Fall 2012Impact

Indianapolis move poses challenges, opportunities for young family

Maybe it was a sign that Robert Manuel had made the right decision.

Violent storms swept through the Washington, D.C., area this summer just as UIndy’s new president, his wife, and their three daughters were preparing to leave that familiar ground for their new home in the Midwest.

“The day before we left, a tree fell on our house—there was this big opening in the back of our house,” Manuel recalls with a wry smile. To avoid troubling the kids, “We just basically swept that under the rug and left.”

Fortunately, he and Wilmara, his spouse of 13 years, had planned ahead. They and their daughters spent a week making the trip to Indianapolis, stopping to visit friends and sample Ohio’s Cedar Point amusement park. When they arrived, 11-year-old Sophia was already signed up for UIndy soccer camp. Eight-year-old Alexandra, nicknamed “Mimi,” was headed for ballet school in town. The youngest, 5-year-old Margaux, began exploring the city with her mom.

“They really are much more resilient than I thought they were going to be,” Manuel says. “None of this would have been possible without my wife. When I’m in the office from 7 in the morning until 7 at night, she has taken up the responsibility for getting the kids around town. So she’s the one who’s been scoping out the community.”

As followers of his Twitter and Facebook feeds can attest, he and his family have done their best to jump into UIndy and Circle City life, taking stock of campus landmarks and exploring local museums, restaurants, and other attractions.

Manuel, who tends to introduce himself simply as “Rob,” grew up one of four kids in the western Massachusetts town of North Adams. The family enjoyed the outdoors, camping and hiking. He swam and ran cross country, then picked up cycling and for a time competed in triathlons.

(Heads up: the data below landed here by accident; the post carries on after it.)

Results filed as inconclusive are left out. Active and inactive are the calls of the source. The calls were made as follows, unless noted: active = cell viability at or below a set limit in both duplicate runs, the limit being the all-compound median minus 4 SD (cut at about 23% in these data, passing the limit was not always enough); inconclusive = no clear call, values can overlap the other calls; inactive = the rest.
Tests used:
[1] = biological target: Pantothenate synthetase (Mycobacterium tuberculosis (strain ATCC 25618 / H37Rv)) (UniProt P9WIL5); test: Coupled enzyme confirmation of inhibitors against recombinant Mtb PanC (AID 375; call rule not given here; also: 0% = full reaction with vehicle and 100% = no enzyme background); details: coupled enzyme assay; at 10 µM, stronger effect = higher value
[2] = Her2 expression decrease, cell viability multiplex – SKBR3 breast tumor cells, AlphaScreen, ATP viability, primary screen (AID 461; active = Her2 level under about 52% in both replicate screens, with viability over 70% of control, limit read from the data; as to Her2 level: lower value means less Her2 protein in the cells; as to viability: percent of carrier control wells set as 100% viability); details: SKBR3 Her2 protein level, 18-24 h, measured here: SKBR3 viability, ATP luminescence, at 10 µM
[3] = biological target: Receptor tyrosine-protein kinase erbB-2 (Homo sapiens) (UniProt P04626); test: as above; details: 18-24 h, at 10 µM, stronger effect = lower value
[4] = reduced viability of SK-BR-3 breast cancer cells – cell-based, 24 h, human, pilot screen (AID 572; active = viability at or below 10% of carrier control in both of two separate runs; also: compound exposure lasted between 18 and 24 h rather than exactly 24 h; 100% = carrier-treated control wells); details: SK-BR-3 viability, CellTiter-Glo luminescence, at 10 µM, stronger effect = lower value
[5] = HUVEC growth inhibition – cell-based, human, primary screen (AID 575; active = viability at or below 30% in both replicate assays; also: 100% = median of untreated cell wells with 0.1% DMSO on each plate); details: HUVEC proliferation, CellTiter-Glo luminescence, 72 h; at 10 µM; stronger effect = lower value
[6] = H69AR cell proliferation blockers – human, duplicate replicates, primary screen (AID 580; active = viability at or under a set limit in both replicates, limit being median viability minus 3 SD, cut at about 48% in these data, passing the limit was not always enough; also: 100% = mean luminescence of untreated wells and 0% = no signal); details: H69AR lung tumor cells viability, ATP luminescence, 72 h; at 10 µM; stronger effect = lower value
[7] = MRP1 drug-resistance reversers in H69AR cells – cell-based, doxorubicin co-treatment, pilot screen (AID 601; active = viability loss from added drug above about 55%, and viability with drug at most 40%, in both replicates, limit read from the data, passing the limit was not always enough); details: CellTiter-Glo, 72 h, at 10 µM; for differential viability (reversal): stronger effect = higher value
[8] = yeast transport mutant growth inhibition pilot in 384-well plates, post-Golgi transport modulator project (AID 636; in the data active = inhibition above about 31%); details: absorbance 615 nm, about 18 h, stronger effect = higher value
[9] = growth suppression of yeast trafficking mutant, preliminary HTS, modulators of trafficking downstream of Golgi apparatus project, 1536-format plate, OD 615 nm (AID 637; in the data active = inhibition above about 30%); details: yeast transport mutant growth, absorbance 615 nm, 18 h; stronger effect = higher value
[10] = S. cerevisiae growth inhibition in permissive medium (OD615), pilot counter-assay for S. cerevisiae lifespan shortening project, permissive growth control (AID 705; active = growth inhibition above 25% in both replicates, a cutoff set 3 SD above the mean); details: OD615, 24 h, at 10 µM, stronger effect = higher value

“I’m trying to make my big comeback,” he says. “I injured my hip, but I’ve been seeing one of our physical therapists—a wonderful opportunity to see how great our faculty are.”

Rob and Wil, as she is known to friends, met while on the staff of New York University, falling in with a group of young professionals who enjoyed the city together. He then began to pursue his doctoral degree full-time and took a night job managing tech support for an Internet service provider.

“I was the guy you called at 10 o’clock at night when you couldn’t get connected to the Internet,” he says. When Wilmara also picked up some hours at the same ISP, he made a point of gallantly walking her home every night.

“Immediately, I thought we were dating, and about six months later she said, ‘OK, I think we’re dating,’” Manuel recalls. “So I was going out with her six months before she was going out with me.”

A native of Haiti, Wilmara spoke no English when she came to the United States at age 13. But she quickly learned and, as an undergraduate majoring in broadcast journalism, even mastered the homogenized Midwestern accent favored by TV newscasters. (She also speaks French and Haitian Creole.) She earned a master’s degree in higher-ed administration from NYU and worked in the field for some years before launching an event-planning business, Madly Stylish Events, which specializes in multicultural celebrations. She is also a consultant and media source on event planning.

“We’re pretty different,” Manuel says of his wife. “She’s far more adventurous. When we moved out here, we didn’t know anybody. She was the one who said, ‘We really should give this a shot.’ I kind of needed her to say that; that takes a lot of guts. She is very inventive with her life. She can fit in and adapt, and I think that’s where the kids get it. She has given up a lot for our family—but she has always been so good at balancing all of our family needs with her own professional passions.”

But surely—as Manuel has been asked many times by new acquaintances in Indy—the family must be in some culture shock after leaving the highbrow East Coast, right?

“Not so much,” Manuel says. “I grew up in a very small town, so in a lot of ways, this feels much more sympathetic to my tastes. In general, we can access more here. The kids can get involved with the campus community in ways we couldn’t before. So we’re not seeing this shock that everybody assumes we would have. I think part of the reason their transition is going so smoothly is because they have been welcomed into a place where they have access to most anything they’d want to do. New York was a wonderful place to live, and as singles and later a married couple without children, it offered incredible experiences. D.C. offered us a tremendous opportunity to expose our family to international culture. Now, Indianapolis offers us the opportunity to raise our children in a diverse, urban setting that is welcoming and accessible. We have been fortunate to have been in the right city at the right time throughout our lives.”

That being said, there is at least one thing the family is still looking for, Manuel says.

“We need babysitters.”

the authorMarty